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Cats theft on the rise by 40 percent in the UK since 2014!

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Cats Theft on the rise by 40 percent

New analysis by Direct Line Pet Insurance1 reveals 261 cats were reported as stolen to UK police forces in 2016.

According to the data, the number of cats reported stolen has jumped by 40 percent since 2014 (186).

Less than a fifth (18 percent) of cats reported stolen were recovered by police forces in 2016, representing a lower recovery rate than dogs (21 percent).

Cats by their nature are free roaming creatures – so many owners may regard their pet as lost or missing when it could have been stolen.

People may not realise they can report suspected stolen cats to the police and ask for a Crime Reference Number.

The police forces which recorded the highest number of cat thefts last year were the Metropolitan Police (48), Kent Police (26) and West Yorkshire Police (24). Leicestershire Constabulary, Lincolnshire Police and Gwent Police had no incidences of cat thefts reported to them in 2016.

While the majority of police forces (68 per cent) recorded the breed of dog stolen when taking a report of dog theft in 2016, just a quarter of forces recorded the breed of cat. Of the breeds recorded, the Bengal (nine) and Domestic Shorthair (nine) were stolen most frequently, followed by the Russian Blue (five) and Siamese (five).

Some pedigree cat breeds can cost significant amounts of money. Bengal2, Russian3 Blues and Siamese kittens4 are sold for upwards of £350, making them an attractive target for potential thieves. These pedigrees are distinctive in appearance and so are easily identifiable to a would-be cat thief. This is also why they often confined to staying in their owners’ home.

Additional research5 found the number of cats stolen may actually be much greater than the number reported to police forces. The study found that 360,000 adults believe a cat was stolen from their care in the last 12 months. Half (55 per cent) of these had their cat returned to them after it was taken, either as a result of it being found by someone else (12 per cent) or because of its microchip (10 per cent).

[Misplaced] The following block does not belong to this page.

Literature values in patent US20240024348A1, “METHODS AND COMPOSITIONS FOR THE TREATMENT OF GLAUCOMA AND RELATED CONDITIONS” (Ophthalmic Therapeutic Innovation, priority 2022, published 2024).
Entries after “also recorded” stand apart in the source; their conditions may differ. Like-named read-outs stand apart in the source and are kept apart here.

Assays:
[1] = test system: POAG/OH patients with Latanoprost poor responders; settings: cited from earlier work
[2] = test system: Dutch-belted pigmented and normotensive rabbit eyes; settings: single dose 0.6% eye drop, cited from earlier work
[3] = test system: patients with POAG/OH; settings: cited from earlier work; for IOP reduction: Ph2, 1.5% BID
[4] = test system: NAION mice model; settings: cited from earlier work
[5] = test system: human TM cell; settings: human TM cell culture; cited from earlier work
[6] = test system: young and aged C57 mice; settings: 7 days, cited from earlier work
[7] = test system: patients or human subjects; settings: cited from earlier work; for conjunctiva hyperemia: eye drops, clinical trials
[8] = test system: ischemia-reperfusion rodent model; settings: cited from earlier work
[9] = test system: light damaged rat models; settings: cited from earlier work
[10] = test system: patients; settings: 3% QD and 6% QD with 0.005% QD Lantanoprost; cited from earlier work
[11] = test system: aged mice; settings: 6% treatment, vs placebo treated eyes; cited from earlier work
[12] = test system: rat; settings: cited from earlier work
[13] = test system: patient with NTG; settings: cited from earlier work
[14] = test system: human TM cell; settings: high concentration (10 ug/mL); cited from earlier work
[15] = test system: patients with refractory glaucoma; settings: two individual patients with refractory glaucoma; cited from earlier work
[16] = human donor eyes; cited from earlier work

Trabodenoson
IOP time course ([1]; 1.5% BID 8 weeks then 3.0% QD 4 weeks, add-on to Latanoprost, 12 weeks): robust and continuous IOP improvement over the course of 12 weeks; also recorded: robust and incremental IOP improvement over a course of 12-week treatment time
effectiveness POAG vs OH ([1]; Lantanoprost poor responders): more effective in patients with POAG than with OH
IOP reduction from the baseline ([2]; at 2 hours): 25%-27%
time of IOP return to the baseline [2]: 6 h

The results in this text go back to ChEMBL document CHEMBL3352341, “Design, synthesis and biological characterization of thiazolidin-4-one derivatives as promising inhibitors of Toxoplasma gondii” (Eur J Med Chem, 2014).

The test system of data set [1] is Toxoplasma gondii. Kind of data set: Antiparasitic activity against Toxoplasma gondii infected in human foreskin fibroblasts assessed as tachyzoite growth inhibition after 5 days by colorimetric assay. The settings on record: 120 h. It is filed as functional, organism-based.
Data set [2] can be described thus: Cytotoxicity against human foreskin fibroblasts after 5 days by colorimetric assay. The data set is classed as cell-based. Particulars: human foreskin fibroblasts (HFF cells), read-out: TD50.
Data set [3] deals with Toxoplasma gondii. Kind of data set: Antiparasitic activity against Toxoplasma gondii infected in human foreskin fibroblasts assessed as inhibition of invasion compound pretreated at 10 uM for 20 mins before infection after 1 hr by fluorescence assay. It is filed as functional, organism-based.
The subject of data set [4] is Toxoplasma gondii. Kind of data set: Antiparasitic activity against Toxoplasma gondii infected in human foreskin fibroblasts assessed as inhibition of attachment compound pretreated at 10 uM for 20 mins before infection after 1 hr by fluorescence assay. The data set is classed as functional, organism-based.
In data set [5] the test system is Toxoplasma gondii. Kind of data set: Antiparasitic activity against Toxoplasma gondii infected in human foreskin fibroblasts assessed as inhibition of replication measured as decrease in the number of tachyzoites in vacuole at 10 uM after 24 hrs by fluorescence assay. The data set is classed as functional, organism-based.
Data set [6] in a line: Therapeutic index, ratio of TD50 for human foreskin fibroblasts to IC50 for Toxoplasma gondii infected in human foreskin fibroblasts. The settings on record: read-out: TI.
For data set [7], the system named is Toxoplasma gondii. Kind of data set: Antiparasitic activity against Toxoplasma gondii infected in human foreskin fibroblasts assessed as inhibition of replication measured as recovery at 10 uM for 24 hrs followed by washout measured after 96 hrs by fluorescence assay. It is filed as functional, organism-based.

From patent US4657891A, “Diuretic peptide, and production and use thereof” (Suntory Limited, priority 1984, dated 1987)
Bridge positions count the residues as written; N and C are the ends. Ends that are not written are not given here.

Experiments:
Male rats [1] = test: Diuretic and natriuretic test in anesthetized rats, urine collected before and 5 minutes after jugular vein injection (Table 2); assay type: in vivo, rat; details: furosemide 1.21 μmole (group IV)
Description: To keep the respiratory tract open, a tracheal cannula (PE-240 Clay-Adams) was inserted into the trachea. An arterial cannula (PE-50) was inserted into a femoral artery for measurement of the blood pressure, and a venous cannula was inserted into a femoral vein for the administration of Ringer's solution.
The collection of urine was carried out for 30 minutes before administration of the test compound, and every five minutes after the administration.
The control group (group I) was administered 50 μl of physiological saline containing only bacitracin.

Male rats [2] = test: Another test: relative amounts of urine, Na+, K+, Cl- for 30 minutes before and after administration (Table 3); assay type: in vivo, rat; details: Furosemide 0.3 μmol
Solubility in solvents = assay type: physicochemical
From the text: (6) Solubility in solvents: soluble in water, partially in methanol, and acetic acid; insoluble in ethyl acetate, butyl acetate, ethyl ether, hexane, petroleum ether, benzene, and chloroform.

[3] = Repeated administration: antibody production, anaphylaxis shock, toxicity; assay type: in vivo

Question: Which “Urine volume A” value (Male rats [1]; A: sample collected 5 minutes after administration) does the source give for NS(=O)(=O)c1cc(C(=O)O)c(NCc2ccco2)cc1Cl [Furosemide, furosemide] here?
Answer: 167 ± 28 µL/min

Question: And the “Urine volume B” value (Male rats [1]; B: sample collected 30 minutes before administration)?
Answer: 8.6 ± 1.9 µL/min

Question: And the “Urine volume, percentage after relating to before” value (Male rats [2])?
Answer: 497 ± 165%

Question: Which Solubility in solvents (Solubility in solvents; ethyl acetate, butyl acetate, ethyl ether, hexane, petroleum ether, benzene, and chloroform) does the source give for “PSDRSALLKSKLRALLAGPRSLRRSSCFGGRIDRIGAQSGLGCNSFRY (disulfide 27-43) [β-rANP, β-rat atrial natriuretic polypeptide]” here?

Prit Powar, head of Pet Insurance at Direct Line, said: “It is very difficult for owners to know exactly where their cat is all the time due to the large distances they wander. If an owner believes their cat is missing, they should first check the immediate vicinity such as in neighbouring gardens or garages as well as asking local people if they have seen it. If their cat is still missing, owners should contact their local animal warden.

“Cats, like dogs, are a big part of the family and it can be extremely distressing if they go missing or are stolen. Unfortunately stealing dogs and cats is becoming an increasingly popular crime as it is difficult to track the animals down and they can be sold on or bred from for significant amounts of money.

“We urge cat owners to make it as difficult for would-be thieves as possible. Keep your details up to date on the microchip database and let thieves know that the cat is neutered. By putting this extra information on the tag connected to their collar, and spreading the word of your cats disappearance as quickly as possible, helps the pet become ‘too hot to handle’.”

Source: Direct Line